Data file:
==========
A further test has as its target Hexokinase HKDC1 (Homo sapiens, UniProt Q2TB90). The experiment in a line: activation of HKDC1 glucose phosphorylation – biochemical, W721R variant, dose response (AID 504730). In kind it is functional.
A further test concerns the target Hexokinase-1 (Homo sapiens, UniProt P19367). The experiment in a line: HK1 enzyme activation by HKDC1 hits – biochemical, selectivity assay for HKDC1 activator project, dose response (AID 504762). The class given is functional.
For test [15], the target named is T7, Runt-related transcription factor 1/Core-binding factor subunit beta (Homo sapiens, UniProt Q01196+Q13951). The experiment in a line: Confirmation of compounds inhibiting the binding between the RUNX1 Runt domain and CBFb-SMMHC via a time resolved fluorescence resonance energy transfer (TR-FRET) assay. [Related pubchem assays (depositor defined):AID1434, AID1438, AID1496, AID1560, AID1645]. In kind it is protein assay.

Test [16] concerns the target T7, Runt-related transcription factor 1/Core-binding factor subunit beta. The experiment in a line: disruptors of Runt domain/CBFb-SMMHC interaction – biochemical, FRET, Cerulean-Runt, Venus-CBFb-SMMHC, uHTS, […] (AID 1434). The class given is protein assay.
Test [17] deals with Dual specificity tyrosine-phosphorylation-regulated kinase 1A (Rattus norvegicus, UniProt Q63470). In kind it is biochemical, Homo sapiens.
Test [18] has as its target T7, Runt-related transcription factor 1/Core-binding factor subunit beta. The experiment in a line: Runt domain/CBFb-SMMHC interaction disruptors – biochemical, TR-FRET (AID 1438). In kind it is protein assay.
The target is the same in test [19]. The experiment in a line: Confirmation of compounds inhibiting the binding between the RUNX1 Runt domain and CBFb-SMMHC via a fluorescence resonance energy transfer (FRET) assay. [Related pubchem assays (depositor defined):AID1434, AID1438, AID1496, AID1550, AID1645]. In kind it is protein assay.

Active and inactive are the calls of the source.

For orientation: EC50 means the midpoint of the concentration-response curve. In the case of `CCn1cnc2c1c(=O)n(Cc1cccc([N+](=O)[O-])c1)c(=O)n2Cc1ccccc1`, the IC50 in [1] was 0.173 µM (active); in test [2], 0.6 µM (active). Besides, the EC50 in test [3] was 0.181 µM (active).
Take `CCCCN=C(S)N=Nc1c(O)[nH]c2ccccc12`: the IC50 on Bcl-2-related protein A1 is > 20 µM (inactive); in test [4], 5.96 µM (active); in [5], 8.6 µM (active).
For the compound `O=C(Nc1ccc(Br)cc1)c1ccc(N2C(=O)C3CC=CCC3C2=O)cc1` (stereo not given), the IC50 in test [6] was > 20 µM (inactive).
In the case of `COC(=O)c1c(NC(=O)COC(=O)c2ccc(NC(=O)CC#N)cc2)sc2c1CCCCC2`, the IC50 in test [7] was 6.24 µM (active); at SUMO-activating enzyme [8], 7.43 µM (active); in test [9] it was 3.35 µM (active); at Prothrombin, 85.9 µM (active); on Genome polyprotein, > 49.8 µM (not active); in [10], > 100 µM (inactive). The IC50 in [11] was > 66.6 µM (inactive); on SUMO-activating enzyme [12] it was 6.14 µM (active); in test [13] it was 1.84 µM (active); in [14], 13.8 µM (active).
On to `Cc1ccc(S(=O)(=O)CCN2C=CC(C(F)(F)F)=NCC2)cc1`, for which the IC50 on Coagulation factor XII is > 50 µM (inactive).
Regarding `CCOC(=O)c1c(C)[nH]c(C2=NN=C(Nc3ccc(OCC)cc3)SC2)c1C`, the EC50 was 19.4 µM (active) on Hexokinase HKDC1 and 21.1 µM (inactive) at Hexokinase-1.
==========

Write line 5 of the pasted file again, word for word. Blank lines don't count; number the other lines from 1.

Test [17] deals with Dual specificity tyrosine-phosphorylation-regulated kinase 1A (Rattus norvegicus, UniProt Q63470). In kind it is biochemical, Homo sapiens.